“If we kill Them for killing Us, aren’t we just doing the same thing they did to us? If so, why aren’t We killed?”4 One source asks. “There are only 3 countries in the world that kill people under the age of 16. America is one of them. The death penalty is a completely unnecessary thing. What if they got it wrong? What if the person they killed was innocent?”5 There are no answers to these questions. Each side of this battle has reasons, and neither side is prepared to give up their views. Because of this, the death penalty may be a controversy for quite some time.
Of course, there have been many other debates questioning what fits under the category of “cruel and unusual punishments” and “excessive bail”. In the case Ingraham vs. Wright in 1977, the spanking of children in public schools was debated to see if that was considered a cruel and unusual punishment for school children. Some thought that it was awful their children where receiving beatings for mistakes, but others thought that it was a good way to make sure they didn’t do it again. The Supreme Court ruled that the Eighth Amendment does not prohibit “disciplinary corporal punishment”6 of children.
Another interesting thing the Eighth Amendment has brought up recently is the rights of prisoners. Until around a century after the Bill of Rights was written, prisoners were not even considered citizens. Then, around 1970, people started to realize that prisoners were people, and that the Constitution and Bill of Rights applied to them as well. The States started to study their prisons, and what goes on behind prison walls. The things they found were quite disturbing. They found overcrowding, poor environmental conditions, idleness, levels of violence, racism, medical and mental health care needs, and restrictions on visitation. People found that being placed in prison had, in fact, turned into a cruel and unusual punishment for criminals. They started to change this, and tried to make prisons safer. The Eighth Amendment helped to make our country a better, safer place for all people.
The Eighth Amendment may be the shortest amendment, but it still has proven itself to be a very important part of the Constitution ever since it was written. It has given citizens improving rights. The words of the Eighth Amendment were written for the 1700’s, but they still act as a key to insuring the fair treatment of all people, giving liberty and justice to all. The Eighth Amendment will always be up for interpretation, but it will always protect us from abuse by our own government.
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The Eighth Amendment
The 8th Amendment to the Constitution of the United
States prohibits cruel and unusual punishment, as well
as the setting of excessive bail or the imposition of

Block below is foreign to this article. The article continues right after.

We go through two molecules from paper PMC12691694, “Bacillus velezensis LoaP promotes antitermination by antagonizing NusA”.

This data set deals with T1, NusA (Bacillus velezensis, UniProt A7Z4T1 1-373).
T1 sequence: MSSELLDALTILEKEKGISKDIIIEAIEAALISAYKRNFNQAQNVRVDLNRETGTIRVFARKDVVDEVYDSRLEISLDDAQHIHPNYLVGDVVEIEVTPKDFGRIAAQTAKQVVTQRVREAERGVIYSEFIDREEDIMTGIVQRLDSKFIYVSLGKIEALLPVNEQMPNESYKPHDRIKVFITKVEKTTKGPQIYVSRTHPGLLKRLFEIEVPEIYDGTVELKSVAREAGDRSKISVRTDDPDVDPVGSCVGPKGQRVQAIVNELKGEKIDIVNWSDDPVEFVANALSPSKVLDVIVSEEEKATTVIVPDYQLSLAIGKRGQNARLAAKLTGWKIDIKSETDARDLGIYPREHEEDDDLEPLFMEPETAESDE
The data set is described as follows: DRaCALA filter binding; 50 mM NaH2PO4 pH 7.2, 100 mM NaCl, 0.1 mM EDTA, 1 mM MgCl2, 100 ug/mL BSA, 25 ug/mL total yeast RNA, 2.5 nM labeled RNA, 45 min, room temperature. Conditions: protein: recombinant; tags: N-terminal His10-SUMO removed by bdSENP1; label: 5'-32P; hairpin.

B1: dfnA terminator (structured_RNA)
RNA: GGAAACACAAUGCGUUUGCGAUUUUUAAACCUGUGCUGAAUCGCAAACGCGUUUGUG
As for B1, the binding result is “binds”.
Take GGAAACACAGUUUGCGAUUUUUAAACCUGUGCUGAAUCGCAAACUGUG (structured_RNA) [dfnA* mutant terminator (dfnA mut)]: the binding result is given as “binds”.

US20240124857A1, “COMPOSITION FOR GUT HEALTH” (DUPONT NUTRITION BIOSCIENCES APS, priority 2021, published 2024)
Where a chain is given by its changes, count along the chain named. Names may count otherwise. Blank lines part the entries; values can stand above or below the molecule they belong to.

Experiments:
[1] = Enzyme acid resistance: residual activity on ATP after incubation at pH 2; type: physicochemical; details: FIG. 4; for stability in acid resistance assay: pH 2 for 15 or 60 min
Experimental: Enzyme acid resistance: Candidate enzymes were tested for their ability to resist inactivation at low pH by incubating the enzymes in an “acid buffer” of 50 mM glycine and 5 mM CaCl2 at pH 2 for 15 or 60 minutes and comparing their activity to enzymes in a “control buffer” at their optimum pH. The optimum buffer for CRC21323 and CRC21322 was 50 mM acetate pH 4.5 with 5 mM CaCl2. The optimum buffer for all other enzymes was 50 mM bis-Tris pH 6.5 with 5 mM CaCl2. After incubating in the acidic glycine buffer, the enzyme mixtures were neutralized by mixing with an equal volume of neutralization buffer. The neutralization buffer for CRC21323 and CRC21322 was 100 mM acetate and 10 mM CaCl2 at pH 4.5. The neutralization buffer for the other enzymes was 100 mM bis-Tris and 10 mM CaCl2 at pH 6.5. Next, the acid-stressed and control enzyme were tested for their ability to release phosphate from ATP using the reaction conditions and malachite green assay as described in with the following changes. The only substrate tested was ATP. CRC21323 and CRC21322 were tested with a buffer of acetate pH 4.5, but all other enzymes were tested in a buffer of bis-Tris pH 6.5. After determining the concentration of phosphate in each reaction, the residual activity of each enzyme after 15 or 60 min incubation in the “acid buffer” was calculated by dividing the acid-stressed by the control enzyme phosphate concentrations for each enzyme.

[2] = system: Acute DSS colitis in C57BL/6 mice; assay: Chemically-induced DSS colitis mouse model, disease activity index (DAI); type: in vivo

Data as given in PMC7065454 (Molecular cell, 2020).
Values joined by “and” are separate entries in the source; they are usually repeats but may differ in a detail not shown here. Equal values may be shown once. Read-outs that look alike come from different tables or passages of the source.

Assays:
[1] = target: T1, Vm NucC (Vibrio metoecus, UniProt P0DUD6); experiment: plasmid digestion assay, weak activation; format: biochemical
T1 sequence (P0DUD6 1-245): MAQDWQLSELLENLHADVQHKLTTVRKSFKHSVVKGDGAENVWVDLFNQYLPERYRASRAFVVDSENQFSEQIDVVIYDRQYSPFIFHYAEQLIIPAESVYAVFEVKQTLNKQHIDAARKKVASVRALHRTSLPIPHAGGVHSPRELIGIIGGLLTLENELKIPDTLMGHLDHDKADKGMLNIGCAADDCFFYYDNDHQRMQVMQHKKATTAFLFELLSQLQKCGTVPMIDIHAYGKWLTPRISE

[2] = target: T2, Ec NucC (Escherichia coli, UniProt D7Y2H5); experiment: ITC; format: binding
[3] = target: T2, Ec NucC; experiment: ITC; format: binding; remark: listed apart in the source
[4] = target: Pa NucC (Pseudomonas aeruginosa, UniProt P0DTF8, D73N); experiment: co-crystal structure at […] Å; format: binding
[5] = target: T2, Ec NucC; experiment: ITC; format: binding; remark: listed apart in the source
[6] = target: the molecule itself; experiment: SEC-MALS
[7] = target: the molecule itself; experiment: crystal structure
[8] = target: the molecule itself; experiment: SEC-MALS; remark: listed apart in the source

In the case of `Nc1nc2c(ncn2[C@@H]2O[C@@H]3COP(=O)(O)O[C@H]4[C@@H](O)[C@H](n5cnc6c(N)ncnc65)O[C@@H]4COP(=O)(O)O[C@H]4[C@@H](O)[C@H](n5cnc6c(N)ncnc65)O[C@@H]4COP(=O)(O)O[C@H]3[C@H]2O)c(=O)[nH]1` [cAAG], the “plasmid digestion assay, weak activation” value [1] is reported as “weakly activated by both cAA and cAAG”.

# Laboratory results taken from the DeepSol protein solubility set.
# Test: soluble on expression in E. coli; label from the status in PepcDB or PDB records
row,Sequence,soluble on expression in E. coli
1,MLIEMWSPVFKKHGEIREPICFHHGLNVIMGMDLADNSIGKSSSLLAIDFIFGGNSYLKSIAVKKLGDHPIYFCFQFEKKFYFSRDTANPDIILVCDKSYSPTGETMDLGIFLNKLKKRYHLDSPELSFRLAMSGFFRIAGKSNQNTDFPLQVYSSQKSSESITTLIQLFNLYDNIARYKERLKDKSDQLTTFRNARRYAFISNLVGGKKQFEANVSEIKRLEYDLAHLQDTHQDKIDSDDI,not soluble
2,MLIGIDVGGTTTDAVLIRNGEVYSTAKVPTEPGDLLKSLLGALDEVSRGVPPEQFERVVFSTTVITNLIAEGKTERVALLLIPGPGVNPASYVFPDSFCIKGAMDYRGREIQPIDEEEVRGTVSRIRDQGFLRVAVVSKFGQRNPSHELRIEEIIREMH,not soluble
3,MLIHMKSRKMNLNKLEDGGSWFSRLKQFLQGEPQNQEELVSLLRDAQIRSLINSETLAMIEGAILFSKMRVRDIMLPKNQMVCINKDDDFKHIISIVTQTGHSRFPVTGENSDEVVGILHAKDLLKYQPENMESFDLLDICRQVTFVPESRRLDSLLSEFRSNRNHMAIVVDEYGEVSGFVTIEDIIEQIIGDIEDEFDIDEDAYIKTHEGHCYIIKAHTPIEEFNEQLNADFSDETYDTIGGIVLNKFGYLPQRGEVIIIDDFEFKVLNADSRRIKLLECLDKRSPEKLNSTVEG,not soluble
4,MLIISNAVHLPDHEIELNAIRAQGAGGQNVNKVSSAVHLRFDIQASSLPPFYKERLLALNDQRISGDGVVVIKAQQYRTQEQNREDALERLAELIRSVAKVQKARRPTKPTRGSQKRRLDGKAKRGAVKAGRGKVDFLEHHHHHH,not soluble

excessive fines. However, it has also been deemed
unconstitutional by the Supreme Court of the United
States (according to the Eighth Amendment)to inflict
physical damage on students in a school environment for
the purpose of discipline in most circumstances.
The 8th Amendment stipulates that bail shall not be
excessive. This is unclear as to whether or not there
is a constitutional right to bail, or only prohibits
excessive bail, if it is to be granted. The Supreme
Court has never directly addressed this interpretation
problem, because federal law has always guaranteed that
privilege in all non-capital cases (Compton"s).
Bail furthers the presumption of innocence until
guilt is absolutely proven, beyond the shadow of a
doubt. If it weren"t for bail, the accused suspect
would virtually be serving a sentence for a crime he or
she has not been convicted of committing. Excessive
bail has the same effect. The idea behind bail is to
make sure the accused is present during the trial. If
one"s bail is , in fact, excessive, the amount is set
higher than is reasonable. Logically, bail is usually
not set for an amount greater than the maximum monetary
sentence for the crime with which the defendant is being
The most widely known aspect of the eighth
amendment is the fact that it prohibits cruel and
unusual punishment. The stand for "cruel and unusual"
fluctuates, because it all is dependent upon social
issues, standards, and personal beliefs. However, there
are many generalizations that remain very clear, no
matter what the situation. Cruel and unusual punishment
is perceived as punishment that causes "an unnecessary
and wanton infliction of pain". Punishments that have
been declared entirely unconstitutional without question
by the US Supreme Court include torture and loss of
citizenship. (Garraty 155) This interpretation is
demonstrated by the Supreme Court"s rulings in the case
of Gregg vs. Georgia, in 1976. In this case the court
upheld the constitutionality of the death penalty,
defending statutes that guide judges and juries in the
decision to issue the death sentence. The Court did,
however, state that the mandatory use of the death
penalty would be prohibited under the Eighth Amendment